You can NOT play doubles i you can't play a decent backhand.
If for nothing else - then for smash returns...
Agreed: Back hand clears on high lifts can (and should) be avoided.
But you need to be able to clear the shuttle with your back hand, when your opponents push their service returns towards your backhand - or directly towards your chest.
There is NO WAY you can get all those with around-the-head unless you're Mr. Fantastic of the Fantastic 4.
In my coaching experience the most common cause of powerlessness in the backhand is failing to lift/pull forward the elbow in the initial phase of the stroke.
Instead the elbow is pulled into the ribs - leaving the tiny muscles on the upper side of your forearm to generate all the power. (hopeless task)
Instead: Lift the elbow towards the shuttle - then pull the elbow in the direction you want to the shuttle to go. Don't worry - hand and racket head will follow - they have no choice.
Finally: Try to hit the shuttle in front of your hand. (racket head closer to net than hand)
02-04-2011, 07:15 AM #13
The shots you're talking about (smash/push/drive returns) are more like lifts than clears - these are much easier, as they're not true overhead shots, and you don't need to have your back to the net when you play them.
If you're playing a backhand clear, that implies the shuttle is above shoulder height, and in that case you definitely *can* (and in the case of doubles, usually should) play a 'round the head shot.
02-04-2011, 07:45 AM #14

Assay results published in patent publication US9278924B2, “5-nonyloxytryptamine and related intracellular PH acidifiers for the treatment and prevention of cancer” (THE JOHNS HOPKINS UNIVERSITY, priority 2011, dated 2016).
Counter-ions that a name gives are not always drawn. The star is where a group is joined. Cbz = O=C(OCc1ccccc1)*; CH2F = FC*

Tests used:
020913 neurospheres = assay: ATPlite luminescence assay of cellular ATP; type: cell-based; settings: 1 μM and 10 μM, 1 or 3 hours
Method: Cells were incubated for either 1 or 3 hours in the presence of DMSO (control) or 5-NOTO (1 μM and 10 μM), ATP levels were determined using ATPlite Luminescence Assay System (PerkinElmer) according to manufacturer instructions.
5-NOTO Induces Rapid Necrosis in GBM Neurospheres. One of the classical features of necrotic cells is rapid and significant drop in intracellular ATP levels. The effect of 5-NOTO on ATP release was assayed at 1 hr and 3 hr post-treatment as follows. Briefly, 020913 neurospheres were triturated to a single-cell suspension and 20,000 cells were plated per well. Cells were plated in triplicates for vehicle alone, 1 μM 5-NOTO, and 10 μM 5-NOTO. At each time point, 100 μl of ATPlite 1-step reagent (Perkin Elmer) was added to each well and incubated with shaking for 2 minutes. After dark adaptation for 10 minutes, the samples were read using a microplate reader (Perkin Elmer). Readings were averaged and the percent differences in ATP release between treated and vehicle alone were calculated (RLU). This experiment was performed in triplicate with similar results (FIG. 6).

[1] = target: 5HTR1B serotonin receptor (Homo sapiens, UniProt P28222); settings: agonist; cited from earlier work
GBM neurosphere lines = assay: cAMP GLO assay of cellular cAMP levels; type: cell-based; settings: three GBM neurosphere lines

To be honest with you in doubles you shouldnt use the backhand to often, only odd time when u get stuck on opposite side of court and ur partner doesnt step back to cover the backhand side.
Try to take overhead. On service (ur partners), side slightly on the backhand side. I stand half a step toward the backhand side behind my partner who is serving so If it goes to my backhand side, I can move fast enough to go around it.
There wil be times you get stuck and the advice above is great. Get the elbow up pointing to shuttle. Arm relaxed and its like whipping a towel in the changing rooms in school. That whipping effect. Have the right grip and try to hit the shuttle as high as possible without stretching and also try to hit the shuttle above u or if you can slightly in front of you.
02-04-2011, 11:38 AM #15
02-04-2011, 12:09 PM #16
The initial hitting action for a backhand clear must use an extremely limited follow-after movement (i.e. almost "stop" at impact). When recovery is urgent, as with a backhand smash, the player should try to turn the body back into court immediately after hitting the shuttle -- making this turning movement almost part of the hitting action. This gives the appearance of a larger follow-after movement, as though playing a drop shot.
What's really happening is that the body-turning recovery makes the arm appear to take a "full" follow-after movement. The actual arm movement is still limited with a relatively sharp stop.
At least, that's the best analysis I currently have.
02-04-2011, 02:27 PM #17
I disagree (with regard to the rebound action). I'll try and get some examples...
http://www.youtube.com/watch?v=zPnUIrFgQZM&feature=fvsr @ 2:46
The differences I what I have been told is 'all in the wrist' (where have I heard that before? ). When I say follow through, I'm really just meaning that suppination is completed as opposed to some arm action.
Last edited by amleto; 02-04-2011 at 02:42 PM.